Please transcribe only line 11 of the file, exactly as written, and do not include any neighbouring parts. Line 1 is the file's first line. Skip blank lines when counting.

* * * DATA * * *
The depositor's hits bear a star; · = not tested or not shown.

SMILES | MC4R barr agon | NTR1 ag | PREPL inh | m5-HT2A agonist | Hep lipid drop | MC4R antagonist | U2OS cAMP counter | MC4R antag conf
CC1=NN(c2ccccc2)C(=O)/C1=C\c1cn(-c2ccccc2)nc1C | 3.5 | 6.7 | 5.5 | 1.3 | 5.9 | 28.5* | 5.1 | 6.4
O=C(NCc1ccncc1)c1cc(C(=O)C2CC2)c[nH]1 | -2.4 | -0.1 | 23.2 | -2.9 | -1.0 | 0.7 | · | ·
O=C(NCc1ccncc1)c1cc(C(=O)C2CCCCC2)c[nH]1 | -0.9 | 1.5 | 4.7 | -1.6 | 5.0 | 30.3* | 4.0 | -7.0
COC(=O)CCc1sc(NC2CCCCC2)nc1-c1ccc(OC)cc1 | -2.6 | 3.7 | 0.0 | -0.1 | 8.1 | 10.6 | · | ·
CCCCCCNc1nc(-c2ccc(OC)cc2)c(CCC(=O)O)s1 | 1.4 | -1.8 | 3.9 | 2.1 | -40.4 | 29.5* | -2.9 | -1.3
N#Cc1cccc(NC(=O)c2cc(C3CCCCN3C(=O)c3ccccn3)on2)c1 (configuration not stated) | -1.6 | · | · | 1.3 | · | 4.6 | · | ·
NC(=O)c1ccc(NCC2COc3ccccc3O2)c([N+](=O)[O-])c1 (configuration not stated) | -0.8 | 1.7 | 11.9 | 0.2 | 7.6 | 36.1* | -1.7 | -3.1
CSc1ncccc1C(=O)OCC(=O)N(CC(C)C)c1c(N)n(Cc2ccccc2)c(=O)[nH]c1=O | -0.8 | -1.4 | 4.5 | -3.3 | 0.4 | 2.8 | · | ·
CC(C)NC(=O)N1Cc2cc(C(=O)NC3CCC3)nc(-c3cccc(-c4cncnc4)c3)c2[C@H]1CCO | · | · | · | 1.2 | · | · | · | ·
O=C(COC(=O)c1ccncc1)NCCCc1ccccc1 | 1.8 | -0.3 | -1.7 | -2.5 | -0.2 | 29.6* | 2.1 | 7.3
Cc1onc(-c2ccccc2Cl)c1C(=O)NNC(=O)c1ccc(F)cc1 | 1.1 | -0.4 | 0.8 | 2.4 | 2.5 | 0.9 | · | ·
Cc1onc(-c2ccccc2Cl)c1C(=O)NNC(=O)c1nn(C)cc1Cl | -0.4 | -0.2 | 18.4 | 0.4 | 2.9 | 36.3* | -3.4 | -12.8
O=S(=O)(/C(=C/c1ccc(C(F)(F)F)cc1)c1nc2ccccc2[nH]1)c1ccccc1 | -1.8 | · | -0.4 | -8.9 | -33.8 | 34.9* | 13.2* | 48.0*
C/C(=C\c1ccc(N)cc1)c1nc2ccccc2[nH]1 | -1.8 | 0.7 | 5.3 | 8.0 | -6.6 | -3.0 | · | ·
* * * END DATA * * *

CC(C)NC(=O)N1Cc2cc(C(=O)NC3CCC3)nc(-c3cccc(-c4cncnc4)c3)c2[C@H]1CCO | · | · | · | 1.2 | · | · | · | ·